About Renewable Energy Tax Credits
Investment Tax Credit
The ITC is a dollar-for-dollar credit for expenses invested in renewable energy properties, most often solar developments. The Consolidated Appropriations Act of 2016 extended the ITC through 2019 as a 30 percent credit for qualified expenditures. It then drops to 26 percent for facilities that begin construction in 2020 and 22 percent those beginning construction in 2021 before it becomes permanently 10 percent in 2022.
Production Tax Credit
The federal production tax credit program–used mostly for wind developments–was first applied to facilities placed in service beginning in 1994. It was extended several times, the most recently at the end of 2015 when it was set at 2.3 cents per kilowatt hour for 2016, with a 20 percent decrease each year from 2017 through 2019, after which it sunsets. The year in which a project begins construction determines the credit rate. It is a dollar-for-dollar credit against the taxpayer’s federal income tax liability and recipients of the PTC have the option to take the ITC in lieu of the PTC at the same 20 percent annual step-down levels beginning in 2017.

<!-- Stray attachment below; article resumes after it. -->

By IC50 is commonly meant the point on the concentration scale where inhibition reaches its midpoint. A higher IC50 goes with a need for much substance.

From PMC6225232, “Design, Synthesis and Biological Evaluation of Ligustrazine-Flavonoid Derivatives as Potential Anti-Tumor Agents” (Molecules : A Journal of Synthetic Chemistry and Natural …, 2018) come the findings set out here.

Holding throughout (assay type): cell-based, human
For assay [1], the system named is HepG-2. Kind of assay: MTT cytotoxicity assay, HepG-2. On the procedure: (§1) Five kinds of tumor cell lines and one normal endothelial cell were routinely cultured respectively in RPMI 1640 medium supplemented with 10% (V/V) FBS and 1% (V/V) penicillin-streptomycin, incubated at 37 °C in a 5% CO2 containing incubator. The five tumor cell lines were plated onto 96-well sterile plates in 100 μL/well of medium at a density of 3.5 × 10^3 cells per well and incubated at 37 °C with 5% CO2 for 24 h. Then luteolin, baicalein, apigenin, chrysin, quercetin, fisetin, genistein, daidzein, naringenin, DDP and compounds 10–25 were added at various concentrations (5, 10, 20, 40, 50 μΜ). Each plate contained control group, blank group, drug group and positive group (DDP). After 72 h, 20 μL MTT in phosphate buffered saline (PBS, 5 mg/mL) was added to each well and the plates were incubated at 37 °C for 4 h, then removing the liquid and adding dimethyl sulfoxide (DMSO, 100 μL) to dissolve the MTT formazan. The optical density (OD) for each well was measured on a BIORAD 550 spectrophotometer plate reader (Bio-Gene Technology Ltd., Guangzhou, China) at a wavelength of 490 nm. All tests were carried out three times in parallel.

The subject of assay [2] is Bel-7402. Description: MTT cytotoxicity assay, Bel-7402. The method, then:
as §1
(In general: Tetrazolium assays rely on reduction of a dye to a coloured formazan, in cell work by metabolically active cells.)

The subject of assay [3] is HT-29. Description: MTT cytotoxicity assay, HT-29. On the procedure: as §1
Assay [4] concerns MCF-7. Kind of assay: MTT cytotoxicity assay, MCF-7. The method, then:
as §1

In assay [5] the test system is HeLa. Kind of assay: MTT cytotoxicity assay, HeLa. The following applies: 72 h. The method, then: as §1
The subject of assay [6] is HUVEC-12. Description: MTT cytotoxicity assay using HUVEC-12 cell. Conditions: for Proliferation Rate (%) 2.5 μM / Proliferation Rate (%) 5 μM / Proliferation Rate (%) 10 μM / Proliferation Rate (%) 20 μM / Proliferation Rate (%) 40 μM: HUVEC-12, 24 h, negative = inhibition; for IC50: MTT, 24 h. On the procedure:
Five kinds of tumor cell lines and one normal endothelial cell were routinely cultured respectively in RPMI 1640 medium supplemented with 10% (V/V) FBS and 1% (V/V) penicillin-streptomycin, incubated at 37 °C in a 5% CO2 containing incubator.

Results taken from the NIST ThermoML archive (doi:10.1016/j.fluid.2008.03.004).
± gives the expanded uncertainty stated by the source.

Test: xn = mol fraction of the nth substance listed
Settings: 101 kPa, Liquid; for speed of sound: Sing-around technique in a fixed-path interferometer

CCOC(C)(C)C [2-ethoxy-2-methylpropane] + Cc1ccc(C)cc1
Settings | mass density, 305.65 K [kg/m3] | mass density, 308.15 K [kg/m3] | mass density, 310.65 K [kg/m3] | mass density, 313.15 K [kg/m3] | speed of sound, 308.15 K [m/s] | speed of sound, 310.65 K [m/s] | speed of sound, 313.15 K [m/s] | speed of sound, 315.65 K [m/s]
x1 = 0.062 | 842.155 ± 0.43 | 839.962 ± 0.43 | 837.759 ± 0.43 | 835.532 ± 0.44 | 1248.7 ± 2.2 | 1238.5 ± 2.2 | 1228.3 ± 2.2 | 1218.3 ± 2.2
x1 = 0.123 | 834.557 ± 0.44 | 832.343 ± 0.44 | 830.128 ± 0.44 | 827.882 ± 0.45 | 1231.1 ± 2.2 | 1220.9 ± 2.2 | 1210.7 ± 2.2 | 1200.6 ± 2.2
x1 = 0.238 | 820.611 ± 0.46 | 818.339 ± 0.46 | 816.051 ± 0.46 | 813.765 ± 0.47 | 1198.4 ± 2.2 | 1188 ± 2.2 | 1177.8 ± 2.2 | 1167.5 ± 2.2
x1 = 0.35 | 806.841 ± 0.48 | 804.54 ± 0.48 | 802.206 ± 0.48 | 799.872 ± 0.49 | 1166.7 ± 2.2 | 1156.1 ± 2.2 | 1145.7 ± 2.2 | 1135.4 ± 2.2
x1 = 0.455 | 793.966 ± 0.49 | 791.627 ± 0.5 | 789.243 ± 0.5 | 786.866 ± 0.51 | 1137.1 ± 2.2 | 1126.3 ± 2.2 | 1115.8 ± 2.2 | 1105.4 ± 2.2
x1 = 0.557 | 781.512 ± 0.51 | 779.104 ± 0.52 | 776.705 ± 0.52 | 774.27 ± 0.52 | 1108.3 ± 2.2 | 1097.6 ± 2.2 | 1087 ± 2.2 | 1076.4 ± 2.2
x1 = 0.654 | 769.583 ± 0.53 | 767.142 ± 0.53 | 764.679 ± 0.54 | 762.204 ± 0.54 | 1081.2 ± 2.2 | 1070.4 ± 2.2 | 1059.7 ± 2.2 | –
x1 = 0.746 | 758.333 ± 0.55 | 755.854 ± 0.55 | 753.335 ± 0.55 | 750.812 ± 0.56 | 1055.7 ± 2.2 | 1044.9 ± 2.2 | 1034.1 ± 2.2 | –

Section 1603 Treasury Program
The Section 1603 Treasury program is a technology-neutral finance mechanism that allows solar and other renewable energy project developers to receive a direct federal grant in lieu of the Section 48 ITC they were otherwise entitled to receive. The program was part of the American Recovery and Reinvestment Act (ARRA) of 2009 and allows taxpayers and small businesses to maximize the return and value of tax incentives by providing access to capital and streamlining financing costs. The payment is made after the energy property is placed in service. The program applies to solar and wind, as well as biomass, combined heat and power, fuel cells, geothermal, incremental hydropower, landfill gas, marine hydrokinetic, microturbine and municipal solid waste.
Another of the provisions of the American Recovery and Reinvestment Act of 2009 (ARRA) was Section 48C, which provided $2.3 billion of tax credits for manufacturing facilities related to renewables. It is a competitive credit, requiring an application to the Treasury Department. It is a credit for investing in the manufacturing of renewable energy equipment, not for the generation of it. The credit is 30 percent of the equipment’s cost while the initial $2.3 billion lasts.